For the moment, this report is all we have. So, I publicly note it so that we have some kind of benchmark, however imperfect, to look back at after this crisis is over.
Stay safe everyone.
TIME OUT – Men’s Rules
1. Men are NOT mind readers.
2. Learn to work the toilet seat. You’re a big girl. If it’s up, put it down. We need it up, you need it down. You don’t hear us complaining about you leaving it down.
3. Sunday sports It’s like the full moon or the changing of the tides. Let it be.
4. Crying is blackmail.
5. Ask for what you want. Let us be clear on this one: Subtle hints do not work! Strong hints do not work! Obvious hints do not work!
6. Yes and No are perfectly acceptable answers to almost every question.
7. Come to us with a problem only if you want help solving it. That’s what we do. Sympathy is what your girlfriends are for.
8. Anything we said six months ago is inadmissible in an argument. In fact, all comments become Null and void after seven Days.
9. If you think you’re fat, you probably are.
10. If something we said can be interpreted two ways and one of the ways makes you sad or angry, we meant the other one.
11. You can either ask us to do something. Or tell us how you want it done. Not both. If you already know best how to do it, just do it yourself.
12. Whenever possible, please say whatever you have to say during commercials.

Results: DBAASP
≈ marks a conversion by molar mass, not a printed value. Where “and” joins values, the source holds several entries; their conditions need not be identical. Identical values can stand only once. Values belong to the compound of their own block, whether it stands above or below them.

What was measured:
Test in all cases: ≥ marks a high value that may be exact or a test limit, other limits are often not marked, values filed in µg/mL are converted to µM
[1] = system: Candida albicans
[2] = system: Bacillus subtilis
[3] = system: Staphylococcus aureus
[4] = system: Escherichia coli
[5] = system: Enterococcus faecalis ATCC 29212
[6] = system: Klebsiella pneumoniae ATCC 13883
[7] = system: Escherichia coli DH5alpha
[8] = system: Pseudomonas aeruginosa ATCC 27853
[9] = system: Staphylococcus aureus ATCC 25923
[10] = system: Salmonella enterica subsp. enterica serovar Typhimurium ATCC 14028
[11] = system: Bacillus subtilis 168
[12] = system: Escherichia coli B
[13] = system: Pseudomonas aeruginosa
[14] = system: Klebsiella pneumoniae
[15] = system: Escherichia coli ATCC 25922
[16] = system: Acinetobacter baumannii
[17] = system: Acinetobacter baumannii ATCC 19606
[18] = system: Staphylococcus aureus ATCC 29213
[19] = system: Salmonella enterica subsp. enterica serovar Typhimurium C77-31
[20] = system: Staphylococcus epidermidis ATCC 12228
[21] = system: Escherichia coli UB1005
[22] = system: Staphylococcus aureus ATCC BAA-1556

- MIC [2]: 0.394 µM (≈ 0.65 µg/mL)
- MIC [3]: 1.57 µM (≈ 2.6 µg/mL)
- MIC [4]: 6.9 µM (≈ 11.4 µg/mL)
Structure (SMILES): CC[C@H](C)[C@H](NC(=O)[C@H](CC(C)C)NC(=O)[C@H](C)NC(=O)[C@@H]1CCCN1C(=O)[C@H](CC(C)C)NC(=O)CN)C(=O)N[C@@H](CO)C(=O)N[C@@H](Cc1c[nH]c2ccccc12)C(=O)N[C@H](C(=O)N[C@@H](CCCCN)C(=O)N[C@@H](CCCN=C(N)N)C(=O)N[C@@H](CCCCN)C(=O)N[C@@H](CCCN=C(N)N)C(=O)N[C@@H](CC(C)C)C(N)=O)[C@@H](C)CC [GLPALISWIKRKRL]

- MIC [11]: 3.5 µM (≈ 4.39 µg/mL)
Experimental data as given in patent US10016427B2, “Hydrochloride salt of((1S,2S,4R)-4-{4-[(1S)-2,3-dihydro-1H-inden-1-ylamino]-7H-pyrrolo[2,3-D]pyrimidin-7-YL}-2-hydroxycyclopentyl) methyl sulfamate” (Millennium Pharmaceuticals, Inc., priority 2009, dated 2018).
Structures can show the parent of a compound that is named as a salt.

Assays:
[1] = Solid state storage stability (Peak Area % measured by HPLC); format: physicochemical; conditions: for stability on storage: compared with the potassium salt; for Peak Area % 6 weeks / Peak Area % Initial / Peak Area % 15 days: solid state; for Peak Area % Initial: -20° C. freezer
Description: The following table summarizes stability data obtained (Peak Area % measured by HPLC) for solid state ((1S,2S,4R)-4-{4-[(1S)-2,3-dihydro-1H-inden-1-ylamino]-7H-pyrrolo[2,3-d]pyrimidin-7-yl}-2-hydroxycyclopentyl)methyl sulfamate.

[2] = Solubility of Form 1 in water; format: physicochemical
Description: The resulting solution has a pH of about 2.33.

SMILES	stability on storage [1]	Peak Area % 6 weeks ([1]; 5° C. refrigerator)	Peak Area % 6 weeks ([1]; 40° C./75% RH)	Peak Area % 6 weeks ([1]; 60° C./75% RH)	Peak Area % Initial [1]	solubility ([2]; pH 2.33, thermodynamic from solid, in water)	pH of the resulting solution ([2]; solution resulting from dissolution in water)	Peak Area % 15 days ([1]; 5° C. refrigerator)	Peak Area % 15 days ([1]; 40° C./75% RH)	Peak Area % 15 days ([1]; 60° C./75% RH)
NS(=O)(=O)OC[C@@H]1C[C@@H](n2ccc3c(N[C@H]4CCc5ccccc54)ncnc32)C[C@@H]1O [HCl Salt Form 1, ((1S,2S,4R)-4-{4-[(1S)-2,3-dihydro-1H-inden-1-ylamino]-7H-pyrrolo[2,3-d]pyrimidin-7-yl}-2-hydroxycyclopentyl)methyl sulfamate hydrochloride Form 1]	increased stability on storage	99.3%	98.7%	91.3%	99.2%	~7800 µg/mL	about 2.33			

13. Christopher Columbus did NOT need directions and neither do we.
14. ALL men see in only 16 colors, like Windows default settings. Peach, for example, is a fruit, not A color. Pumpkin is also a fruit. We have no idea what mauve is.
15. If it itches, it will be scratched. We do that.
16. If we ask what is wrong and you say “nothing,” We will act like nothing’s wrong. We know you are lying, but it is just not worth the hassle.
17. If you ask a question you don’t want an answer to, expect an answer you don’t want to hear.
18. When we have to go somewhere, absolutely anything you wear is fine . . . really!
19. Don’t ask us what we’re thinking about unless you are prepared to discuss such topics as football or tanks.
20. You have enough clothes.
21. You have too many shoes.
22. Every dish can be improved with bacon.
23. Do not trust a man who calls the bathroom, “the little boys` room.”
24. Women who sound sexy on the phone weigh 350 pounds.
25. No talking at the urinal.
26. A man may own exactly one pair of holiday-themed boxers.
27. Never date a woman whose father calls her, “princess.”
28. A PBS tote bag does not make you an intellectual.
29. The weirder the cell phone ring, the more annoying the person.
30. Real men don’t dance.
Quarantine fall out